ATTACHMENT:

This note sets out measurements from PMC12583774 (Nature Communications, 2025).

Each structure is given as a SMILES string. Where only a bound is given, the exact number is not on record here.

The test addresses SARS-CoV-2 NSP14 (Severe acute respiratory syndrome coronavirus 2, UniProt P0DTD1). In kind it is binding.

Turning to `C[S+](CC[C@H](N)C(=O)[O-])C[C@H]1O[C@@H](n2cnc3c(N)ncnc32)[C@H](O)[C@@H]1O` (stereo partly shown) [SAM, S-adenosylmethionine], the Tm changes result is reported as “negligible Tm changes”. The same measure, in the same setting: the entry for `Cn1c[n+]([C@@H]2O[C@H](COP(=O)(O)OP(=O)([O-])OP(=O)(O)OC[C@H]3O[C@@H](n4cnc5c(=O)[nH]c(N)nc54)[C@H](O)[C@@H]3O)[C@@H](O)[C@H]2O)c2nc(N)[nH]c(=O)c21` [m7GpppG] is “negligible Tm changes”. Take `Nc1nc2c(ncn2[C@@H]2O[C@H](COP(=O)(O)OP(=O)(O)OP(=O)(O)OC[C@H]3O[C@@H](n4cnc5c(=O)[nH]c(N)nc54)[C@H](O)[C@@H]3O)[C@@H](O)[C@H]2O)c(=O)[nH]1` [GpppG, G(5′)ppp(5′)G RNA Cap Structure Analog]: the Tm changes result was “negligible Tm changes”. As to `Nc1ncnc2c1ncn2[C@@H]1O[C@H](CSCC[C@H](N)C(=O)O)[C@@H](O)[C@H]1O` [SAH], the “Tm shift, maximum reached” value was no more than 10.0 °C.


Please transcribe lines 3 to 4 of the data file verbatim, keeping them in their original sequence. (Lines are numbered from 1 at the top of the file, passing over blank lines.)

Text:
The test addresses SARS-CoV-2 NSP14 (Severe acute respiratory syndrome coronavirus 2, UniProt P0DTD1). In kind it is binding.

Turning to `C[S+](CC[C@H](N)C(=O)[O-])C[C@H]1O[C@@H](n2cnc3c(N)ncnc32)[C@H](O)[C@@H]1O` (stereo partly shown) [SAM, S-adenosylmethionine], the Tm changes result is reported as “negligible Tm changes”. The same measure, in the same setting: the entry for `Cn1c[n+]([C@@H]2O[C@H](COP(=O)(O)OP(=O)([O-])OP(=O)(O)OC[C@H]3O[C@@H](n4cnc5c(=O)[nH]c(N)nc54)[C@H](O)[C@@H]3O)[C@@H](O)[C@H]2O)c2nc(N)[nH]c(=O)c21` [m7GpppG] is “negligible Tm changes”. Take `Nc1nc2c(ncn2[C@@H]2O[C@H](COP(=O)(O)OP(=O)(O)OP(=O)(O)OC[C@H]3O[C@@H](n4cnc5c(=O)[nH]c(N)nc54)[C@H](O)[C@@H]3O)[C@@H](O)[C@H]2O)c(=O)[nH]1` [GpppG, G(5′)ppp(5′)G RNA Cap Structure Analog]: the Tm changes result was “negligible Tm changes”. As to `Nc1ncnc2c1ncn2[C@@H]1O[C@H](CSCC[C@H](N)C(=O)O)[C@@H](O)[C@H]1O` [SAH], the “Tm shift, maximum reached” value was no more than 10.0 °C.